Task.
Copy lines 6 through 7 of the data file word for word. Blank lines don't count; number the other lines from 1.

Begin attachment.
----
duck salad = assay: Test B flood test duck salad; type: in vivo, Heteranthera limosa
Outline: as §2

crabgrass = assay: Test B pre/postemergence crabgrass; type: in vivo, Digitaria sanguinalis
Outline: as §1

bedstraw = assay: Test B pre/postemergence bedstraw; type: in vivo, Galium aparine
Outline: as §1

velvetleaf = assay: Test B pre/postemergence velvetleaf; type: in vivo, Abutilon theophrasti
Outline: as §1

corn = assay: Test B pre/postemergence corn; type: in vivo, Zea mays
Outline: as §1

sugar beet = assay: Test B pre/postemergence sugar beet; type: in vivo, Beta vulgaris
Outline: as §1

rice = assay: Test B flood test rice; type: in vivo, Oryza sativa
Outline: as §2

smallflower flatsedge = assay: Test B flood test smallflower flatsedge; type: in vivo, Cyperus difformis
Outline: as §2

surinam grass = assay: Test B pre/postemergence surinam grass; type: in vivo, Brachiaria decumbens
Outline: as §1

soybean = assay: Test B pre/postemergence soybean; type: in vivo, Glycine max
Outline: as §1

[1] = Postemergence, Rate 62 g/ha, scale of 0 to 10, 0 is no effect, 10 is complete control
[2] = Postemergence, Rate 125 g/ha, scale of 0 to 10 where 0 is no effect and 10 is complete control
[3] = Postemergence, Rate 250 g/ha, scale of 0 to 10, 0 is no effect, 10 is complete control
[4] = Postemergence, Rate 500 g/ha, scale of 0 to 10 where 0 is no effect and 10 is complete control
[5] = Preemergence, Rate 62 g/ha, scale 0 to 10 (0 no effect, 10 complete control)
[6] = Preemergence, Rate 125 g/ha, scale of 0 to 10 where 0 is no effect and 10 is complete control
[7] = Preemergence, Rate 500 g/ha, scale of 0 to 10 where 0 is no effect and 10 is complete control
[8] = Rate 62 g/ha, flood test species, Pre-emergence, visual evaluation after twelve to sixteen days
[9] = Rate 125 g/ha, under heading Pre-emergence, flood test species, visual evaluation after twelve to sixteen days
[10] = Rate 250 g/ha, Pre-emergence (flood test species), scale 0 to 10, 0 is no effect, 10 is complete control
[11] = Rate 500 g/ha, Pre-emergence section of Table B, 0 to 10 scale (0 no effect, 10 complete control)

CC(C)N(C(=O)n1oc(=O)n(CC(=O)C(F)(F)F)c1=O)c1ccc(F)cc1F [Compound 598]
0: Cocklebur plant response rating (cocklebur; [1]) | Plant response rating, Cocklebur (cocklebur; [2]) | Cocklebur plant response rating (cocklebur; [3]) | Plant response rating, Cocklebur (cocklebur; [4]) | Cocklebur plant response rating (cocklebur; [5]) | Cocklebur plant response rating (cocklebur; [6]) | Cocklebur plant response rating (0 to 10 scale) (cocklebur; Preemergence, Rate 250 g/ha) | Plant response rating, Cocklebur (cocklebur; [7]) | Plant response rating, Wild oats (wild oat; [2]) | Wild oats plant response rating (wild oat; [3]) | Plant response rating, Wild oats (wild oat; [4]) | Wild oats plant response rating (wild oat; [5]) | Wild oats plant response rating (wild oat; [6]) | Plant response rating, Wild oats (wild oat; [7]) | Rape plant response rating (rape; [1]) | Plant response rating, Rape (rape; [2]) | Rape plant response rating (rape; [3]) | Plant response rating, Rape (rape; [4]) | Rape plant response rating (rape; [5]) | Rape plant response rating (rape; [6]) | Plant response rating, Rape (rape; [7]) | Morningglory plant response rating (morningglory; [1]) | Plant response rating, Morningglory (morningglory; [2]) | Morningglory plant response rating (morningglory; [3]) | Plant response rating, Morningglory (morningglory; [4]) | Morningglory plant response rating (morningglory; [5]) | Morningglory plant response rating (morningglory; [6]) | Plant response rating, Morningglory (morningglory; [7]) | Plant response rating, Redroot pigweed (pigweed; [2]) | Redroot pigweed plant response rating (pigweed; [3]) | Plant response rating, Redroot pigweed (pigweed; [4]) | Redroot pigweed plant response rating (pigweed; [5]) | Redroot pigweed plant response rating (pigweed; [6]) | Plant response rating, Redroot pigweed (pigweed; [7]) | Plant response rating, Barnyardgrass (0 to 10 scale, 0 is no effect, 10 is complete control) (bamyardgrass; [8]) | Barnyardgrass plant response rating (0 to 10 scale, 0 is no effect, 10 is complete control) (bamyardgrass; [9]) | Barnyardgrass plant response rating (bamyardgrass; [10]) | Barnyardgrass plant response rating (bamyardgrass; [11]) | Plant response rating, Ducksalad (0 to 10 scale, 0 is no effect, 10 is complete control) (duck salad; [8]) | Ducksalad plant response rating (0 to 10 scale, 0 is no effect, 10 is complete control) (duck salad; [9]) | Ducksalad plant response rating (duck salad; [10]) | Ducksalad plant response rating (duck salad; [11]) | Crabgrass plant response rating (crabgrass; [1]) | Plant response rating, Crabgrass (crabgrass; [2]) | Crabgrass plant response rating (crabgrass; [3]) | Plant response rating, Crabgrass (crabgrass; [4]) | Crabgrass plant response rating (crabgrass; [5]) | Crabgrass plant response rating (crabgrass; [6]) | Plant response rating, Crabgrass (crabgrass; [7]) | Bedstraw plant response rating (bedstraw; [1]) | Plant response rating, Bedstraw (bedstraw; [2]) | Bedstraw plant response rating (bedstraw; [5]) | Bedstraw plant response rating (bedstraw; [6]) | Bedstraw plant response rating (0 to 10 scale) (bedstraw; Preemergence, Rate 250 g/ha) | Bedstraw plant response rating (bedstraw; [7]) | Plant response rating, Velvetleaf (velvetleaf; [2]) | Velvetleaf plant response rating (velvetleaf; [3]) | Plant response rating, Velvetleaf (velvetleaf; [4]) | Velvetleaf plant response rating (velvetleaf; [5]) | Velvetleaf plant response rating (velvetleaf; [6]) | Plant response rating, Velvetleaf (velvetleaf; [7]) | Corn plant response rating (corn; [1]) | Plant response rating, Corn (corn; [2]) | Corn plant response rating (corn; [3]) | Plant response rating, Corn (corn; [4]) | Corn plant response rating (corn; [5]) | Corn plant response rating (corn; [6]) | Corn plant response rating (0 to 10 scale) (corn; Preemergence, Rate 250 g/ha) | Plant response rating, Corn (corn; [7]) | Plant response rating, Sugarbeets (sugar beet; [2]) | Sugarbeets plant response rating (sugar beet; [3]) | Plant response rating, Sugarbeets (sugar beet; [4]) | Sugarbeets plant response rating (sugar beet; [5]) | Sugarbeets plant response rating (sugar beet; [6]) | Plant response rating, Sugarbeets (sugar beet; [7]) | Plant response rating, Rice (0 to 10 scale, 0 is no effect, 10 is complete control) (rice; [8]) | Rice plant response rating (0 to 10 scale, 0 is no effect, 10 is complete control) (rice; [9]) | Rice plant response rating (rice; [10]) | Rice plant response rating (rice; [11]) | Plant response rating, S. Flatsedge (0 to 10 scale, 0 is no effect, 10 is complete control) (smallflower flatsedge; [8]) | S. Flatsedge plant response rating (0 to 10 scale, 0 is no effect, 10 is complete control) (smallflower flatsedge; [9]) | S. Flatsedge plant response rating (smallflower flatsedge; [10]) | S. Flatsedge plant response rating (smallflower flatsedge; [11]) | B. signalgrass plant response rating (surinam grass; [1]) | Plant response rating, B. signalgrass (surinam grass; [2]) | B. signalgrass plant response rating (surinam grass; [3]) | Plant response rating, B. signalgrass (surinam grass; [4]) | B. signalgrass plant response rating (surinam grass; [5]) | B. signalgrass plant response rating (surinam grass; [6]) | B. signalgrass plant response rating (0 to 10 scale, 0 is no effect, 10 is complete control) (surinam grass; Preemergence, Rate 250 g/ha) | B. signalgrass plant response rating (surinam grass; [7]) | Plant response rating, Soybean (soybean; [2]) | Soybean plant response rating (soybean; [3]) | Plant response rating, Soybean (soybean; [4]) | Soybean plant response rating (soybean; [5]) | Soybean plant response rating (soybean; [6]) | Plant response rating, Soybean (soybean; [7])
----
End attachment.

Outline: as §1

velvetleaf = assay: Test B pre/postemergence velvetleaf; type: in vivo, Abutilon theophrasti